Satin and Eggshell may be slightly different sheens with some brands, and in others they are different names for describing a slight sheen that is less shiny than semi-gloss. For this discussion, it doesn’t matter since they perform the same. Satin or eggshell walls reveal or highlight imperfections in walls such as bulges in the drywall, badly finished seems, and nail pops. All of these become very visible when there is natural or electrical light that shines on the wall, particularly when looking down the length of the wall from a position near the wall. Often brush marks at the cut in around doors or windows, and roller marks are also quite visible with satin or eggshell sheens because the chemicals manufacturers add to the paint to give it the shine and added washability also refract light. This is unavoidable. Walls in great rooms and foyers, particularly in newer homes with lots of natural light, should never be painted with a sheen such as satin or eggshell, in my opinion, because of this unavoidable light refraction problem.
A truly high-grade flat finish is washable, and it will hide these imperfections much better than the paints with sheen. And best of all, you or your painter can touch up those walls for years without having to repaint the entire wall when it is dinged, scuffed, dirtied, or even written on by a young one’s pencils, pens, or crayons.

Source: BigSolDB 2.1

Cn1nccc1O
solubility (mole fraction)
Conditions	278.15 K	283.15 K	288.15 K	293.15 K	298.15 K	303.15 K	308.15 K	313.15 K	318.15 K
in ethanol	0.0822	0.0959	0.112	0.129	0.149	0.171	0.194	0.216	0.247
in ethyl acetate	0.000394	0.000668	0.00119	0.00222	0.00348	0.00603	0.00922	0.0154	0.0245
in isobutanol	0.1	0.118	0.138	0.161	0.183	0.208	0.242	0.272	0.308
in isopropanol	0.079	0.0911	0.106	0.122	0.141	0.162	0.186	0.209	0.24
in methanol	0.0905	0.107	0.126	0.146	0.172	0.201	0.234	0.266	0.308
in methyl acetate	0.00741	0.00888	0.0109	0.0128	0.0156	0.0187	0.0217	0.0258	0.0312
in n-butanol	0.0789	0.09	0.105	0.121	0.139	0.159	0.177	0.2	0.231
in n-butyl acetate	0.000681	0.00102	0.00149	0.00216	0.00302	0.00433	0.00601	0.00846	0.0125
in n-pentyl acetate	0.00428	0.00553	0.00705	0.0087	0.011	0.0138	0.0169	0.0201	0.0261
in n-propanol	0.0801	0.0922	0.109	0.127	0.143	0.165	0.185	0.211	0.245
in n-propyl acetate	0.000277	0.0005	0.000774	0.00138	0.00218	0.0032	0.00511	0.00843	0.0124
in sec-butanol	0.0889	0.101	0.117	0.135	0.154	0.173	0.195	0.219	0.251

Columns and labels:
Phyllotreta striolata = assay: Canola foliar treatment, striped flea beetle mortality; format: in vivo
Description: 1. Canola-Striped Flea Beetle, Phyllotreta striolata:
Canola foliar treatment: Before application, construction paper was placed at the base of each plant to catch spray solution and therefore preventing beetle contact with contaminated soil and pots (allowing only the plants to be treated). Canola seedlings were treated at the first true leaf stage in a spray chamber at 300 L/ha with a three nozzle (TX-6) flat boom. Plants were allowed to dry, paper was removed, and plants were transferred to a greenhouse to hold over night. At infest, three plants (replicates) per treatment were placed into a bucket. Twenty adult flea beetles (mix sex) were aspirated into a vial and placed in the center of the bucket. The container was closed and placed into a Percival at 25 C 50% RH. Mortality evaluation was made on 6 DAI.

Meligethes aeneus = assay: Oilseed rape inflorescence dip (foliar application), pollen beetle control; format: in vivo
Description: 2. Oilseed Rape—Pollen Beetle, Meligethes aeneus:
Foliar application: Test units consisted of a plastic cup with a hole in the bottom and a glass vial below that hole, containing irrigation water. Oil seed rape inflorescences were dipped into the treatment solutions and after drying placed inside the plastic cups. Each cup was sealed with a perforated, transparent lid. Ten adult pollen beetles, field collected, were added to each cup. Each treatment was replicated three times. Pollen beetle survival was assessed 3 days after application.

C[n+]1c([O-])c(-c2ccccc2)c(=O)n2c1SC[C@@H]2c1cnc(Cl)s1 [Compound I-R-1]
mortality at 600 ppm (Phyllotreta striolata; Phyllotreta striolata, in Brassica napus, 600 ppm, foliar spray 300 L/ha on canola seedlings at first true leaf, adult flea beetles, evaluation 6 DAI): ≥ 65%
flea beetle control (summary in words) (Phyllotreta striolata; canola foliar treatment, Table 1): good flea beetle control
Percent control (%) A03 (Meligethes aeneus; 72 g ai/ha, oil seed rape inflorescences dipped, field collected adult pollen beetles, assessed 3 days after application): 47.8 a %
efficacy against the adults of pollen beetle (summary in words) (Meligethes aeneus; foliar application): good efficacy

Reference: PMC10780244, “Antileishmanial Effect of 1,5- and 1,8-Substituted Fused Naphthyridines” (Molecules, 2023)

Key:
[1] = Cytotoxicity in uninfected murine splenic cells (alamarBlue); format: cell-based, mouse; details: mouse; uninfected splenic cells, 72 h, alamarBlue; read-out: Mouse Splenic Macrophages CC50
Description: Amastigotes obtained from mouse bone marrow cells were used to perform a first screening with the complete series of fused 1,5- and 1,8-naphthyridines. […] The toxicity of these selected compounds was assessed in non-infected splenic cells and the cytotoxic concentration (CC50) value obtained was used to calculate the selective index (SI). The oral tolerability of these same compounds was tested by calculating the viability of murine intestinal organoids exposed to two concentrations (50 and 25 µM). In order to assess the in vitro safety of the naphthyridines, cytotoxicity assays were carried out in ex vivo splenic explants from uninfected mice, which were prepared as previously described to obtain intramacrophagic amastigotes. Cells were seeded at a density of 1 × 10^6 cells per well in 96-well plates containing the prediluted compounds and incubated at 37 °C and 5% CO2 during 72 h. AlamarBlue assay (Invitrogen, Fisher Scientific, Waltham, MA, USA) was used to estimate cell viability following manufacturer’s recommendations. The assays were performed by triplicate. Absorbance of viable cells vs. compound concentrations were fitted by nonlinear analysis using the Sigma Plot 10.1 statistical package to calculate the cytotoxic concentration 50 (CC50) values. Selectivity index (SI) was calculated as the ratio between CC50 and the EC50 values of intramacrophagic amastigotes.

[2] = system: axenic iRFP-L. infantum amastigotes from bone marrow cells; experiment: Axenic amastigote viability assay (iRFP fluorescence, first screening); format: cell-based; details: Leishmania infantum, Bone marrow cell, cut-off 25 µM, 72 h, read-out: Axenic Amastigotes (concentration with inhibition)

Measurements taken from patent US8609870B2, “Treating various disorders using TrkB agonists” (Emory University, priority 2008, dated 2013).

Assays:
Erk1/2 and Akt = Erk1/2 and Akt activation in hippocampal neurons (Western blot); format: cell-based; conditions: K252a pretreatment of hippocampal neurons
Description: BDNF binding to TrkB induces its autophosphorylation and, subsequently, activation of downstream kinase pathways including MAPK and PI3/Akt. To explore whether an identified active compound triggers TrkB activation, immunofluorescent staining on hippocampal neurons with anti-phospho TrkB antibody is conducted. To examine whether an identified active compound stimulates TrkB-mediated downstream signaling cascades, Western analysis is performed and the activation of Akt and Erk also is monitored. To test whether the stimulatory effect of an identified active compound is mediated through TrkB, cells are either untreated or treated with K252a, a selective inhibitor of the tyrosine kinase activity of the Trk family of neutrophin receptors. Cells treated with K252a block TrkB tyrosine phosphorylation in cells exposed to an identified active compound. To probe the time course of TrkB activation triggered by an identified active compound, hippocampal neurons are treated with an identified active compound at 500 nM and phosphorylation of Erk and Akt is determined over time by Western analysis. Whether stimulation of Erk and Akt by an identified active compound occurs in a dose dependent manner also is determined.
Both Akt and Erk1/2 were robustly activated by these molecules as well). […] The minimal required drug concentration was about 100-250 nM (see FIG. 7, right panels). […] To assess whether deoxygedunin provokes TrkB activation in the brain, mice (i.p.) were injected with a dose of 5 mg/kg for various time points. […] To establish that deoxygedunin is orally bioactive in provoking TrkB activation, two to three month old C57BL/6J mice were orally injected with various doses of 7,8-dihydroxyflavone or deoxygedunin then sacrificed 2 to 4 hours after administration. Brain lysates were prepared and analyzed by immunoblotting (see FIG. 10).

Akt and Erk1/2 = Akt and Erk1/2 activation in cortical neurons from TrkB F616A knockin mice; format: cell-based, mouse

I recently had to rescue a squirrel that got trapped in our two-story foyer wall at my own home by cutting holes in the wall so the squirrel could be captured and freed. After the rescue, I patched the three holes, primed the patches, then painted just those patched areas. Because I had used Sherwin Williams’ Emerald Flat finish on the walls when we painted them two years prior, I was able to just touch up the patched areas. I did not have to paint that entire two-story wall. Those touched up spots are not even visible now since the flat finish blended so well.